The University of Idaho this week announced steps to clarify communication procedures in cases of sexual misconduct reporting.
A memo emailed to faculty and staff Monday noted that the university's written policies will now align with the State Board of Education's Title IX policies, even as university personnel have been trained in accordance with state policies since their implementation in August 2017.
The state board policy requires all university employees who learn of a sexual misconduct allegation to notify the Title IX coordinator within 24 hours, so long as the employee is not required by law to maintain the confidentiality of the disclosure.
UI spokesperson Jodi Walker told the Argonaut student newspaper that the changes were already present in the training of university employees, including student employees, whom she said share the same mandatory reporting duty as employees. She said staff and faculty that are not required to report are typically medical or mental health professionals.
"This is an important issue to all of us," Walker said. "I think each of us has a role to play in reporting and making sure that our students, as well as our faculty and staff, are in the safest environments and feel the most supported."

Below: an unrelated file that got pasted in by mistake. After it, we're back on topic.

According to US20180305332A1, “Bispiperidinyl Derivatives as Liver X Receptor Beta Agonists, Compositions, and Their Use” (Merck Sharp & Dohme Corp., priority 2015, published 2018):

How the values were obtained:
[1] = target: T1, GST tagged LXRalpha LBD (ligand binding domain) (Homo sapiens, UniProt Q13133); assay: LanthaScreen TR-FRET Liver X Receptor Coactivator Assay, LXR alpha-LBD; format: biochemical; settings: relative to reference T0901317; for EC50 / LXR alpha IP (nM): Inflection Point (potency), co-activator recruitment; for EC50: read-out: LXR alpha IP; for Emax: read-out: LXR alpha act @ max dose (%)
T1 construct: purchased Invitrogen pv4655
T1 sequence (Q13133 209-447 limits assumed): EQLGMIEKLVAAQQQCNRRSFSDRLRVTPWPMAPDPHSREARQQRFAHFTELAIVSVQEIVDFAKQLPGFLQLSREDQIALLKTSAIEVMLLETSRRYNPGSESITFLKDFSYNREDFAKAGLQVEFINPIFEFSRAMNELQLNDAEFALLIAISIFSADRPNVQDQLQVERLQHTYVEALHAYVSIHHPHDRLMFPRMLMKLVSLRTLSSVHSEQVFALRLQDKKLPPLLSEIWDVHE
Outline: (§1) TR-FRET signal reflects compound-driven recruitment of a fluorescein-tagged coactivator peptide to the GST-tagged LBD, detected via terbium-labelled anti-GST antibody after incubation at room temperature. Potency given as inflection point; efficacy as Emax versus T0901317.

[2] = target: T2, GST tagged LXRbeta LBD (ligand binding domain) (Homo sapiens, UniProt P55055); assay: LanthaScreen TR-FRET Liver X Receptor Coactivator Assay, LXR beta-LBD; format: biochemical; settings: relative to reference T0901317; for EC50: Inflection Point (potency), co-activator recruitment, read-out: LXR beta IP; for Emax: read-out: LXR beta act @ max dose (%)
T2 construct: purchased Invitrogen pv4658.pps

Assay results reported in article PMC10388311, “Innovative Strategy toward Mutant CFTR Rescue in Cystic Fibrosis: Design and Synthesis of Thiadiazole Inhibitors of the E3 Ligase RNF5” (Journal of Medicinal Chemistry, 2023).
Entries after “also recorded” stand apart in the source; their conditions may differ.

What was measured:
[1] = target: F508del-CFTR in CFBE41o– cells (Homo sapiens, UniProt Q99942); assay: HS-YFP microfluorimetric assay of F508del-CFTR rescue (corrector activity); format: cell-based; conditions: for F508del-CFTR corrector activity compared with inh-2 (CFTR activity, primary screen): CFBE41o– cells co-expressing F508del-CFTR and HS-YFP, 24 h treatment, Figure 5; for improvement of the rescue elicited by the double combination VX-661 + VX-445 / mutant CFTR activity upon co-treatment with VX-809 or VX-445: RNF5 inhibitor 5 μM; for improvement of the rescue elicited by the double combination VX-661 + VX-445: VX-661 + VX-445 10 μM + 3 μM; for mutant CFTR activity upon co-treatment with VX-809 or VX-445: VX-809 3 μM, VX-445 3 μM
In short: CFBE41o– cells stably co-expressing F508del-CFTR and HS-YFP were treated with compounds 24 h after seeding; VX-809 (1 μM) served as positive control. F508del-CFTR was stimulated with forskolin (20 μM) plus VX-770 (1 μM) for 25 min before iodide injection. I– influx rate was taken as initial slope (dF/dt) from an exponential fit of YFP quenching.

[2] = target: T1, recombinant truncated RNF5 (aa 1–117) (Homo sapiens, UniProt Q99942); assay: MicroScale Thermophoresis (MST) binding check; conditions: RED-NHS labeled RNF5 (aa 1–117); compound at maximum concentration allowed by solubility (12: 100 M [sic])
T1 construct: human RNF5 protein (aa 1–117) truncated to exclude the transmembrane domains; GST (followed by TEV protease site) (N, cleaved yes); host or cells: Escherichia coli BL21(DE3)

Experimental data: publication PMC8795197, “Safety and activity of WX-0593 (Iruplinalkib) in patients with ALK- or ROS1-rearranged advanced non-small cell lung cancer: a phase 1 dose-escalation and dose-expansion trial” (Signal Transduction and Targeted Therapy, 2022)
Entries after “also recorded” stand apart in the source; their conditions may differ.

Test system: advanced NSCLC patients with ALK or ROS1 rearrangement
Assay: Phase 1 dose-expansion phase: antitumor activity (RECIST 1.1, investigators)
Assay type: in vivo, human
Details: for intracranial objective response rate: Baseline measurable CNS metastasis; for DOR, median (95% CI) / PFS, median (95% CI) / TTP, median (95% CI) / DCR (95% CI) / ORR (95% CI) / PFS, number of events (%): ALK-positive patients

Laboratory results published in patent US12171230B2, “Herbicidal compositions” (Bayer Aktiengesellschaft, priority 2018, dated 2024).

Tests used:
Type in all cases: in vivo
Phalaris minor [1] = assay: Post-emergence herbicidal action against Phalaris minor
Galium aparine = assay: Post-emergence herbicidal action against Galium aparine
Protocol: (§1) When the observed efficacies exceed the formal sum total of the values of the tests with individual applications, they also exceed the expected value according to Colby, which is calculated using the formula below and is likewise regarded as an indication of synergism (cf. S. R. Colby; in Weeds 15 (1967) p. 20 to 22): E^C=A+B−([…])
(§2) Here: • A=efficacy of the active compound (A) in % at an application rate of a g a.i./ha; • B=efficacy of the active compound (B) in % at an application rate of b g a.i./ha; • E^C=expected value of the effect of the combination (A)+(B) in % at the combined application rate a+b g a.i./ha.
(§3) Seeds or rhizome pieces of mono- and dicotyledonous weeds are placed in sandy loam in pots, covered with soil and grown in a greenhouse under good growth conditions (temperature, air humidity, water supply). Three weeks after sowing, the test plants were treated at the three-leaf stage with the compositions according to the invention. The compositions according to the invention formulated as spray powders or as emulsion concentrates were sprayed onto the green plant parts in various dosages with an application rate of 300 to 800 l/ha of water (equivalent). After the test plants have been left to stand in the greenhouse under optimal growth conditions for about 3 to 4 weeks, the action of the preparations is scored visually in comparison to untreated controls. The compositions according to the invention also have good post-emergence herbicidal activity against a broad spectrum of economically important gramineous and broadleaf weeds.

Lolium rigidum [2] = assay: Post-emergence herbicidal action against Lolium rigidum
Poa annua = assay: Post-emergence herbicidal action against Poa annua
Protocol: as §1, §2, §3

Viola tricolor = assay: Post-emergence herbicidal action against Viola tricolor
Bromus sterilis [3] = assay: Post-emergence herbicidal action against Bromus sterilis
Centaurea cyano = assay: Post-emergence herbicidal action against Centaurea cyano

Walker also said the memo is in response to an independent report released during the review of former athletic director Rob Spear’s handling of sexual misconduct allegations against a student-athlete in 2012. Spear was terminated in August after reports surfaced he mishandled complaints of sexual misconduct by not contacting an independent investigator with the university.
Not only did the report conclude that Spear “responded inadequately” to reports of sexual misconduct by two athletes, it stated that university bore some responsibility for his underreporting because policy changes about sexual misconduct reporting were "seriously under-promoted." In 2012, then UI president Duane Nellis issued an emergency policy adding off-campus sexual harassment and violence to the university’s jurisdiction. However, the change was only communicated via an email sent to university employees at the time.
This lone email failed to highlight the rule change, resulting in faculty being "generally unaware of the change through 2013 and beyond," according to a report by independent investigators pushed last July.